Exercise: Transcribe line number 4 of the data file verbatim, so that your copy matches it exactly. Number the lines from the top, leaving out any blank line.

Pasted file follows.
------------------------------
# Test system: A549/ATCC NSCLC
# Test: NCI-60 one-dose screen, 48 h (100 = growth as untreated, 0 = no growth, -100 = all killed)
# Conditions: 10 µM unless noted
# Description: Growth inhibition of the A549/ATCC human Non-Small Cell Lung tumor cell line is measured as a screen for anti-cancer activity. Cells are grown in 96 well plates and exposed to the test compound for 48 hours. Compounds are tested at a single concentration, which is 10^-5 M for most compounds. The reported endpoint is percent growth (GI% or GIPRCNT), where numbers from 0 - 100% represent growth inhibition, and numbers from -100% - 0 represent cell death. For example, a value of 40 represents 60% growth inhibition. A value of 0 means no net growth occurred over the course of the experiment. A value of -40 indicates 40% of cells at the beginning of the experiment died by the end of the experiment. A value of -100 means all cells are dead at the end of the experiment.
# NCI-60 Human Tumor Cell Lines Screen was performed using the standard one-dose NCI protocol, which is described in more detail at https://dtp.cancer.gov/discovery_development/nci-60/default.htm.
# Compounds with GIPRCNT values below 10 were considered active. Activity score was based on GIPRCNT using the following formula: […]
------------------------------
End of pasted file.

# Description: Growth inhibition of the A549/ATCC human Non-Small Cell Lung tumor cell line is measured as a screen for anti-cancer activity. Cells are grown in 96 well plates and exposed to the test compound for 48 hours. Compounds are tested at a single concentration, which is 10^-5 M for most compounds. The reported endpoint is percent growth (GI% or GIPRCNT), where numbers from 0 - 100% represent growth inhibition, and numbers from -100% - 0 represent cell death. For example, a value of 40 represents 60% growth inhibition. A value of 0 means no net growth occurred over the course of the experiment. A value of -40 indicates 40% of cells at the beginning of the experiment died by the end of the experiment. A value of -100 means all cells are dead at the end of the experiment.